After the intermission, “What breaks us” by Sara Pickett explored how emotional bulwarks are erected and broken, and illustrated the effect of conformity, of complacence, and the stimulus needed to perhaps lurch us out of these malingering states into one of active response. The bare minimum soundscape for the choreography was intriguing and novel. The idea was well-envisaged, but the execution felt a little less energetic than one might have hoped for.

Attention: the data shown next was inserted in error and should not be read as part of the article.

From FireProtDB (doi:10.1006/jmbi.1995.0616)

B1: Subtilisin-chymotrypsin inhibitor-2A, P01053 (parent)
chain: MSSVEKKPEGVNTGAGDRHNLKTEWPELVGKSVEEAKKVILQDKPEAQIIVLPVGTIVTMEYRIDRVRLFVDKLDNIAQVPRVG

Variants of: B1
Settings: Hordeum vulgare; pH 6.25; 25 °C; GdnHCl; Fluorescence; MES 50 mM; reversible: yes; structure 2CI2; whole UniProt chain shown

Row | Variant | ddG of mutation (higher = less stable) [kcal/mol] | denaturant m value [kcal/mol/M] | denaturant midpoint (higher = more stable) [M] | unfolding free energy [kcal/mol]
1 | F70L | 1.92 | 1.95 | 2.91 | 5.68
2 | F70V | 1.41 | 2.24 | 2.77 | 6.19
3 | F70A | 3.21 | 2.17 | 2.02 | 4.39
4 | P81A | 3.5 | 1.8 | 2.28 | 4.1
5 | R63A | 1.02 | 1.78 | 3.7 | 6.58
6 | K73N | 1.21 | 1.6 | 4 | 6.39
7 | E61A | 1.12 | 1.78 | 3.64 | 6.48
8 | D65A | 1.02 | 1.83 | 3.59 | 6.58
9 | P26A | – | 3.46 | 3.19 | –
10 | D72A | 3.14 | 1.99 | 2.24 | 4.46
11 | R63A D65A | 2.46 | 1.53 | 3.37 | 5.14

Symmer Andrew’s “Fragments” began with a video of dancers individually emoting to the camera, first in night-time surroundings, followed by a gathering on a grassy lawn. Shortly thereafter the dancers descended onto the stage in the same configuration, accompanied by live music (which was somewhat unsettling: intentionally so, I suspect). I confess, I was somewhat confounded by this piece, unsure of how to interpret it. While there certainly was an element of chaos as indicated by the title, the intent behind it was ambiguous, and eluded an easy elucidation in my mind.